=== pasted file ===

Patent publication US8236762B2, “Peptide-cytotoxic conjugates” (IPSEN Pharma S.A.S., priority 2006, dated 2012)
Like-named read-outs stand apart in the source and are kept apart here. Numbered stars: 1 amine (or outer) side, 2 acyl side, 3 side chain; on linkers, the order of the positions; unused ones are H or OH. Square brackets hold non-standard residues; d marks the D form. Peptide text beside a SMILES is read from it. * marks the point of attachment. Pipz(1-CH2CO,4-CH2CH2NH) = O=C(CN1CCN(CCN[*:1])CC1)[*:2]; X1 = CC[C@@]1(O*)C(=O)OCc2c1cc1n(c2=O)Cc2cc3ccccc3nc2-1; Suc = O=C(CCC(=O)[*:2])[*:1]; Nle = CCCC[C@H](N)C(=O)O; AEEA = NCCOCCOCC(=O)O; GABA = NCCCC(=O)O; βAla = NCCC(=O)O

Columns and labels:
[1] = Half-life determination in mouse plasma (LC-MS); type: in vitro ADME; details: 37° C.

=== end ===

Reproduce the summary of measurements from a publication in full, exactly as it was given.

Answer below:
Patent publication US8236762B2, “Peptide-cytotoxic conjugates” (IPSEN Pharma S.A.S., priority 2006, dated 2012)
Like-named read-outs stand apart in the source and are kept apart here. Numbered stars: 1 amine (or outer) side, 2 acyl side, 3 side chain; on linkers, the order of the positions; unused ones are H or OH. Square brackets hold non-standard residues; d marks the D form. Peptide text beside a SMILES is read from it. * marks the point of attachment. Pipz(1-CH2CO,4-CH2CH2NH) = O=C(CN1CCN(CCN[*:1])CC1)[*:2]; X1 = CC[C@@]1(O*)C(=O)OCc2c1cc1n(c2=O)Cc2cc3ccccc3nc2-1; Suc = O=C(CCC(=O)[*:2])[*:1]; Nle = CCCC[C@H](N)C(=O)O; AEEA = NCCOCCOCC(=O)O; GABA = NCCCC(=O)O; βAla = NCCC(=O)O

Columns and labels:
[1] = Half-life determination in mouse plasma (LC-MS); type: in vitro ADME; details: 37° C.